B.C. Has Only 4 Truly Affordable Housing Markets Left

Communities are considered affordable when average home prices are in line with local incomes.
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By: Penelope Graham, Managing Editor, Zoocasa

When discussing expensive real estate in the province of British Columbia, the City of Vancouver invariably comes to mind, having long held the dubious honour of being the nation's priciest housing market.

But whether or not a housing market can truly be considered affordable is determined by more than just home prices; local incomes must also be aligned in order for residents to qualify for, and carry, a mortgage for the average-priced home.

A housing development in Kamloops, B.C.
A housing development in Kamloops, B.C.
tupungato via Getty Images

However, that's a tall order in the majority of British Columbian housing markets according to a recent study conducted by Zoocasa, which compared the minimum income required to purchase a home in major markets across the province with actual median earnings as reported by Statistics Canada. The calculations assumed buyers made a 20-per-cent down payment, extended their mortgage along a 30-year amortization, and obtained the lowest rate on the market.

Only 4 markets can be defined as affordable

The findings reveal that, out of 20 markets, only four could be considered affordable and in line with local incomes: Prince George, Kamloops, Campbell River, and Langford.

On the other end of the spectrum, buyers looking to purchase a home priced at the Vancouver average of $1,196,350 found themselves a whopping $96,000 short, based on the local median income of $65,327.

In fact, the least affordable markets were all located within the Greater Vancouver Area, with Richmond, Burnaby, North Vancouver, and Coquitlam rounding out the top five.

You can see how incomes align with average home price across British Columbia in the infographic below:


Mortgage stress test crimps affordability

While rampant price speculation and overseas demand have been pointed to as factors behind B.C.'s unaffordable markets, a recent policy put in place by the federal banking authority will continue to hit buyers right where it hurts: during the mortgage qualification process.

The national mortgage stress test, which was put in place as part of new banking guidelines in January, mandates that all borrowers of new and refinancing mortgages must prove they can afford to carry their mortgage at the Bank of Canada's five-year benchmark rate (currently 5.34 per cent), rather than the typically lower contract rate they actually receive from their lender (according to rate comparison site RateHub, today's lowest five-year fixed mortgage rate is 3.33 per cent).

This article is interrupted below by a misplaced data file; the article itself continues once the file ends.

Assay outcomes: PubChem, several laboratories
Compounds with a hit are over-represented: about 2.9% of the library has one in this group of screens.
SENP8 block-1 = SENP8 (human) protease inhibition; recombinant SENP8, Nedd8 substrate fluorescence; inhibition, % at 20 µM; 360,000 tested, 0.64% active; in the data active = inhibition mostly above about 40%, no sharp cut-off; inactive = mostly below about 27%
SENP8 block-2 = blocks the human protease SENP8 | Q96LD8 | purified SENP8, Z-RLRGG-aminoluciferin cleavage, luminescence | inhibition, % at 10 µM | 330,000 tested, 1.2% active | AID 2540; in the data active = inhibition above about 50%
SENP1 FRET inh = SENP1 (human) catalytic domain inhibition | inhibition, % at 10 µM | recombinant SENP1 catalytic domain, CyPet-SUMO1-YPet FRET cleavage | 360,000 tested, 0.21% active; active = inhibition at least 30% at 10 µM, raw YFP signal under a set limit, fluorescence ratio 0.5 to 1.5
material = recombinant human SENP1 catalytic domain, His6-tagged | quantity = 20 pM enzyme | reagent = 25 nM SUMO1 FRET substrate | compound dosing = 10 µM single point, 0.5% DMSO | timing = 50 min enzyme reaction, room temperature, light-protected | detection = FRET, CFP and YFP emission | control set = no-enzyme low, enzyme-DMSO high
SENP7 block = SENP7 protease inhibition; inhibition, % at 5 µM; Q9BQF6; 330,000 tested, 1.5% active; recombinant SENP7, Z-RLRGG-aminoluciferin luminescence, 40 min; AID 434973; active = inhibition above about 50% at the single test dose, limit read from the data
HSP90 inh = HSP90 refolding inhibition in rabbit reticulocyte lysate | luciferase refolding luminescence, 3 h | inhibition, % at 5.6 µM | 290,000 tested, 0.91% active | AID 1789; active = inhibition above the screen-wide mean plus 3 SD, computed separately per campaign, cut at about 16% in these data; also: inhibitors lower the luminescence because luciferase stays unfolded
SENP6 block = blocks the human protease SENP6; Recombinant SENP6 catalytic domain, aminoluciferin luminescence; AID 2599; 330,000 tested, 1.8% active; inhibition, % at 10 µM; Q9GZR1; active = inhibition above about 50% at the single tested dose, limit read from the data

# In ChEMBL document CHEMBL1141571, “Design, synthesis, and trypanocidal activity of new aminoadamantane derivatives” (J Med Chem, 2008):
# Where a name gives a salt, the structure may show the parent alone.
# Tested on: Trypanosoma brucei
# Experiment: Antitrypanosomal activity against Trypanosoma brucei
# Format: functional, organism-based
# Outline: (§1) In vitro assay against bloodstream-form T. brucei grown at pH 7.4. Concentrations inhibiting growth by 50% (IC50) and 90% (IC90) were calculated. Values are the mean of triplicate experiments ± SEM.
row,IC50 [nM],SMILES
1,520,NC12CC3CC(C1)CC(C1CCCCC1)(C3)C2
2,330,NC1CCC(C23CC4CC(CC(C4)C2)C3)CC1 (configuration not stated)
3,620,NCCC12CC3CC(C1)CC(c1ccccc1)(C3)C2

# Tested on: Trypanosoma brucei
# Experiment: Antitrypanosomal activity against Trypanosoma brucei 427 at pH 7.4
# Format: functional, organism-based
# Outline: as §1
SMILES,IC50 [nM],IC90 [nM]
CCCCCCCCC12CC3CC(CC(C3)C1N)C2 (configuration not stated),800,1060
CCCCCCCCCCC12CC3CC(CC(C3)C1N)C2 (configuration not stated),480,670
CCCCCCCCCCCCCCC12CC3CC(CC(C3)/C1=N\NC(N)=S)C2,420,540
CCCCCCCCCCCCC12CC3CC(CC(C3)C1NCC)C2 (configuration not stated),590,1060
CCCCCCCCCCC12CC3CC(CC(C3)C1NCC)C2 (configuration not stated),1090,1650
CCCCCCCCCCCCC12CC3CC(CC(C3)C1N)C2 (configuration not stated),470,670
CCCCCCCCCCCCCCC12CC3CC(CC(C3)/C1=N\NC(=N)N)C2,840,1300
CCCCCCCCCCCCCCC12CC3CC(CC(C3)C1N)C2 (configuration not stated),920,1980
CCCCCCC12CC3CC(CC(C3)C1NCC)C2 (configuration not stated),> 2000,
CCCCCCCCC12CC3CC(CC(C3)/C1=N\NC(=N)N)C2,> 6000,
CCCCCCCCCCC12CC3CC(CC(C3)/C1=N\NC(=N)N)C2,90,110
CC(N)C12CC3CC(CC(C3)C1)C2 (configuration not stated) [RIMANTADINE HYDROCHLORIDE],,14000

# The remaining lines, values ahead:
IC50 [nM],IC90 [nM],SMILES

This effectively slashes the amount of mortgage funds buyers will qualify for, and further limits their affordability. It's an issue that B.C. housing policy makers have drawn attention to as provincial sales numbers start to plummet.

"B.C. home sales continue at a slower pace compared to last year," said Cameron Muir, the chief economist at the British Columbia Real Estate Association, in a recent market report. "The impact on affordability and purchasing power caused by the mortgage stress test and moderately higher interest rates are negating the effect of the extraordinarily strong performance of B.C.'s economy over the last five years."

Prince George, B.C.
Prince George, B.C.
John Elk III via Getty Images

In fact, when Zoocasa ran the same numbers in accordance with the stress test's criteria, only Prince George and Kamloops remained affordable, while all other markets now face an income gap between median incomes and local average prices for homes for sale.

What can home buyers do?

With wages failing to keep pace with home values, what options to prospective buyers have in B.C.'s most expensive markets? One option often touted by real estate agents is to "drive until you qualify," meaning relocation to a market that's a better financial fit. However, not everyone has the ability to pack up and move for the sake of real estate values.

Another option, if possible, is to boost the size of the down payment, as doing so will reduce the size of the mortgage loan and the stress test's criteria. Regardless of which market you're buying in, it's important to connect with a qualified mortgage professional to explore your options for improving affordability.

Penelope Graham is the Managing Editor of Zoocasa.com, a real estate website that combines online search tools and a full-service brokerage to let Canadians purchase or sell their homes faster, easier and more successfully across the nation, including the Toronto, Calgary and Vancouver MLS.

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